"You have no idea," Volition producer Jim Boone says. "There is a group of people that would commit murder to do that game. The biggest problem that we have is... oh man, that game is so beloved. I did a bunch of missions for both games and it's so dear to my heart I can't even tell you. The problem we had was Freescape 2 didn't sell as well..." And the selfish problem we have now: Volition is doing good work on Saints Row and Red Faction with owner THQ, which hasn't dared to touch the Freespace rights. To be fair ... they must reek by now, having been pinned under the immobile body of Interplay since 1999.
Boone is less direct in attributing failure, theorizing that the celebrated (and still supported) space sim lost out due to widespread adoption of keyboards and mice, and the accompanying dereliction of standalone joysticks. (The first game in the series, Descent: Freespace, was once included as a freebie with a couple of PC joysticks.) "So people just stopped getting joysticks. They were just gone," he says. "And then you still had console, but it was all digital - so my theory has been, ever since we've got analogue as a standard controller for consoles no one has done a heavy-duty, top, top quality space sim on console."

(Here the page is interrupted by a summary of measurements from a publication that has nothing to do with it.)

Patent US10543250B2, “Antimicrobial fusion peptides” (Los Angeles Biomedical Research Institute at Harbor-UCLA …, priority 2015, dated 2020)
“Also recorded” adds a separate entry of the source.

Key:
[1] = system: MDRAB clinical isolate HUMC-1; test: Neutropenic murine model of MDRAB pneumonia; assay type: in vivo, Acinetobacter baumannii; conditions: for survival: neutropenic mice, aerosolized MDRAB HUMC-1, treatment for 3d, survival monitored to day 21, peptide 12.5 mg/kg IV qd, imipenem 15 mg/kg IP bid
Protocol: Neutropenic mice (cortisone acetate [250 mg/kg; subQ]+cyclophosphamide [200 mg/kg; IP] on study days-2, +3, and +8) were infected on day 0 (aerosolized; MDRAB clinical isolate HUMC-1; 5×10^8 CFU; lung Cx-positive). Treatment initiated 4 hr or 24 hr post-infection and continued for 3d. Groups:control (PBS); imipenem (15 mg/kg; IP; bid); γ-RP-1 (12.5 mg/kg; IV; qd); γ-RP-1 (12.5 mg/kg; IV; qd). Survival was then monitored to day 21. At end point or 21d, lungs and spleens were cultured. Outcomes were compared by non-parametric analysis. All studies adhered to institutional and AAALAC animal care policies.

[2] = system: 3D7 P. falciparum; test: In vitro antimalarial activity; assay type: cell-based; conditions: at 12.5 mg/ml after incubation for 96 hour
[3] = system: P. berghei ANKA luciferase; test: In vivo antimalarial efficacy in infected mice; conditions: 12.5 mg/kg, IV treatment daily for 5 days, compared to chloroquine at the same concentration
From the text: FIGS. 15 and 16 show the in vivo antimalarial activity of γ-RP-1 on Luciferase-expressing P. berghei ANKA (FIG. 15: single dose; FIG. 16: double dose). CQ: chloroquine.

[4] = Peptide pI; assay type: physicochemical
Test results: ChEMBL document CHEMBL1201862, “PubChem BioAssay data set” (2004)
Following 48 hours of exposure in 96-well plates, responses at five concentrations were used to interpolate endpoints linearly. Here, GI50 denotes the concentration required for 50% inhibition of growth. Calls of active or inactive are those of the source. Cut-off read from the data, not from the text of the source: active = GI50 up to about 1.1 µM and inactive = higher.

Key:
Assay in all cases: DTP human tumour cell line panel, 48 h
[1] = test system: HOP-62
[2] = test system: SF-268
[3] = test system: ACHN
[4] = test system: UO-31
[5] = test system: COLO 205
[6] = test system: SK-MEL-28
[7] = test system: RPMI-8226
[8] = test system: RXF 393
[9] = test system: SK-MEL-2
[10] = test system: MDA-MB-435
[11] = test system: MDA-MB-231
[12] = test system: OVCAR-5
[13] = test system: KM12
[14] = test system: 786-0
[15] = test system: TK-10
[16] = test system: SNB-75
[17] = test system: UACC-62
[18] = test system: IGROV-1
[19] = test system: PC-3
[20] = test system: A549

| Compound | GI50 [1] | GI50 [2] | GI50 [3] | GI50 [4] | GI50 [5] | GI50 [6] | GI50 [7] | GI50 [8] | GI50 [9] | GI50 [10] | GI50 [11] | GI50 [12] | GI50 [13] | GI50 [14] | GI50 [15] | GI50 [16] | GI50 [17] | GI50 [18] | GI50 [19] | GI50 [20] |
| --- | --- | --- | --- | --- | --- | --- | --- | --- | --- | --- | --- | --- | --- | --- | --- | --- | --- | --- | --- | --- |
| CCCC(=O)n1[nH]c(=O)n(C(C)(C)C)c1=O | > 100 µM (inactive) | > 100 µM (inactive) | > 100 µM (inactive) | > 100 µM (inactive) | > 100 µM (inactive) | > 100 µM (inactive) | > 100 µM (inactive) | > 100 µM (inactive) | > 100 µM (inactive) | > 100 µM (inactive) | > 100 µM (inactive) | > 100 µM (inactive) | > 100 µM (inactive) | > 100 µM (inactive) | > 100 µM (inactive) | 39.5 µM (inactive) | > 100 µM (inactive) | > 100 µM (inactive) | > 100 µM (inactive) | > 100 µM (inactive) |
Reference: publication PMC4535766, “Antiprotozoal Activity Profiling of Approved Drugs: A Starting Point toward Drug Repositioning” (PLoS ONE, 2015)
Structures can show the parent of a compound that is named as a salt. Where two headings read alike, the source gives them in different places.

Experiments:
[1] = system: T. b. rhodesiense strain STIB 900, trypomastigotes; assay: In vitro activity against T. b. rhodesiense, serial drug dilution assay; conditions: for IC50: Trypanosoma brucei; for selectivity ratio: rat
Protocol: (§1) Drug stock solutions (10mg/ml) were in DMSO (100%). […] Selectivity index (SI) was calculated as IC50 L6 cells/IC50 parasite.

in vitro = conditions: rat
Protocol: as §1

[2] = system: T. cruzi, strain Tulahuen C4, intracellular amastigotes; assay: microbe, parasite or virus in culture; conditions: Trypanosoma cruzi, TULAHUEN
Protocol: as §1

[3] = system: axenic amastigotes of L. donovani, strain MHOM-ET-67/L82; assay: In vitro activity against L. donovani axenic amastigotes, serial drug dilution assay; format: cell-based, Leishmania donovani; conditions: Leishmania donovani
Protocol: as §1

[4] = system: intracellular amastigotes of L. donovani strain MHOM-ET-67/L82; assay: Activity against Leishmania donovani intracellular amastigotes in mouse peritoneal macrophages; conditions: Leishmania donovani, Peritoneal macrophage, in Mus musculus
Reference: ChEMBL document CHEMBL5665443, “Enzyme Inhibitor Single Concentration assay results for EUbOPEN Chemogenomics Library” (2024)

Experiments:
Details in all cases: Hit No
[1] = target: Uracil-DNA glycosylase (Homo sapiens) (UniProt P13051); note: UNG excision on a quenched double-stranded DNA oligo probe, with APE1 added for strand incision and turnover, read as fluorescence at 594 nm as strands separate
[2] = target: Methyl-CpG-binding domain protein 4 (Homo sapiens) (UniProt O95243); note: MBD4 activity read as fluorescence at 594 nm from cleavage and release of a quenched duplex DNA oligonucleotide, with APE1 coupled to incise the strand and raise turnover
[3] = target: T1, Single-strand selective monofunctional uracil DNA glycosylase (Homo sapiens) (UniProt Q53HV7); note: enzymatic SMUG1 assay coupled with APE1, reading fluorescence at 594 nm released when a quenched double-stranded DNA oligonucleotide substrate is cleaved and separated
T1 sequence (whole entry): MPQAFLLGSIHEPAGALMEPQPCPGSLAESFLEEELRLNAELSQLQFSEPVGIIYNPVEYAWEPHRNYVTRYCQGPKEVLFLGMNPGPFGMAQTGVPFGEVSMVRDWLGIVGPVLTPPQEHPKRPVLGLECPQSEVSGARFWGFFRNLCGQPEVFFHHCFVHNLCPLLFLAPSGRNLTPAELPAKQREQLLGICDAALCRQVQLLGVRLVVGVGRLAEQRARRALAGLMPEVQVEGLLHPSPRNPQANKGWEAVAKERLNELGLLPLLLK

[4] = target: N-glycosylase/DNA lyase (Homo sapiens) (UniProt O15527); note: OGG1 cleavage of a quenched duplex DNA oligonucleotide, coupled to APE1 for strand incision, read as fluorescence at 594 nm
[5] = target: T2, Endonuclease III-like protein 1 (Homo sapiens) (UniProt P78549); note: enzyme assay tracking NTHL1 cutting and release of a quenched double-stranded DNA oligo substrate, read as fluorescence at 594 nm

If you missed Freespace 2 (despite the fact that it had ROBERT LOGGIA), you might find more relevance by ignoring the question of sequels and licenses, and considering why the space sim genre hasn't found good representation on modern consoles, outside of a few oddities like Project Sylpheed. Our controllers are complex enough to give impetus to simpler, motion-enabled alternatives, and we certainly haven't grown tired of shooting aliens. Also, how about you just call it Darkspacers?
(Note to people arriving here from Google Alerts for No One Lives Forever 3, Anachronox 2 and Shenmue 3: welcome to the cycle of misery.)